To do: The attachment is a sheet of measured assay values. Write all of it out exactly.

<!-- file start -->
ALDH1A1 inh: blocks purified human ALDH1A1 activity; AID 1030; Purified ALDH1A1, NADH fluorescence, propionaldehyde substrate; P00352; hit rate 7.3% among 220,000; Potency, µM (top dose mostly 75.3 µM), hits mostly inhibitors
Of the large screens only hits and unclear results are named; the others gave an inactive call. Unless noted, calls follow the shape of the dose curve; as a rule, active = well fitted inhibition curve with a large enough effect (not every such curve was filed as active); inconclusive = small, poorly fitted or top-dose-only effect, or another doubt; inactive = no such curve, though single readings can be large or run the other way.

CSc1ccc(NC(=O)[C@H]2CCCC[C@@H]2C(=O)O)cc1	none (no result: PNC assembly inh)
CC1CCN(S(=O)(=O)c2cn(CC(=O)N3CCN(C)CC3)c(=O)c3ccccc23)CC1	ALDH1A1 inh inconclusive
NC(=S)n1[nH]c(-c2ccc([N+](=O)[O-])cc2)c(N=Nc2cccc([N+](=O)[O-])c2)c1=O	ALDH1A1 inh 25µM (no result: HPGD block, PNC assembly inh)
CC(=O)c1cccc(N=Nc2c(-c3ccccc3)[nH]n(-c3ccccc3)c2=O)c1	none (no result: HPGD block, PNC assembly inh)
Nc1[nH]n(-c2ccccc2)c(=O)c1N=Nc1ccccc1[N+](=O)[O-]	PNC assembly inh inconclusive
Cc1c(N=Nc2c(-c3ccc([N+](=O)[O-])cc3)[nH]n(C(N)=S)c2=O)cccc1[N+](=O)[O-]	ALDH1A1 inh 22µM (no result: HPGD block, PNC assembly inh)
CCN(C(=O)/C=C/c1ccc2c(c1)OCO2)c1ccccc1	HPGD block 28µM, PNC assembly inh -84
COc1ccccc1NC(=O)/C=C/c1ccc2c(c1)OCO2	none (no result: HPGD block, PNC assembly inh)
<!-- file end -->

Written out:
ALDH1A1 inh: blocks purified human ALDH1A1 activity; AID 1030; Purified ALDH1A1, NADH fluorescence, propionaldehyde substrate; P00352; hit rate 7.3% among 220,000; Potency, µM (top dose mostly 75.3 µM), hits mostly inhibitors
Of the large screens only hits and unclear results are named; the others gave an inactive call. Unless noted, calls follow the shape of the dose curve; as a rule, active = well fitted inhibition curve with a large enough effect (not every such curve was filed as active); inconclusive = small, poorly fitted or top-dose-only effect, or another doubt; inactive = no such curve, though single readings can be large or run the other way.

CSc1ccc(NC(=O)[C@H]2CCCC[C@@H]2C(=O)O)cc1	none (no result: PNC assembly inh)
CC1CCN(S(=O)(=O)c2cn(CC(=O)N3CCN(C)CC3)c(=O)c3ccccc23)CC1	ALDH1A1 inh inconclusive
NC(=S)n1[nH]c(-c2ccc([N+](=O)[O-])cc2)c(N=Nc2cccc([N+](=O)[O-])c2)c1=O	ALDH1A1 inh 25µM (no result: HPGD block, PNC assembly inh)
CC(=O)c1cccc(N=Nc2c(-c3ccccc3)[nH]n(-c3ccccc3)c2=O)c1	none (no result: HPGD block, PNC assembly inh)
Nc1[nH]n(-c2ccccc2)c(=O)c1N=Nc1ccccc1[N+](=O)[O-]	PNC assembly inh inconclusive
Cc1c(N=Nc2c(-c3ccc([N+](=O)[O-])cc3)[nH]n(C(N)=S)c2=O)cccc1[N+](=O)[O-]	ALDH1A1 inh 22µM (no result: HPGD block, PNC assembly inh)
CCN(C(=O)/C=C/c1ccc2c(c1)OCO2)c1ccccc1	HPGD block 28µM, PNC assembly inh -84
COc1ccccc1NC(=O)/C=C/c1ccc2c(c1)OCO2	none (no result: HPGD block, PNC assembly inh)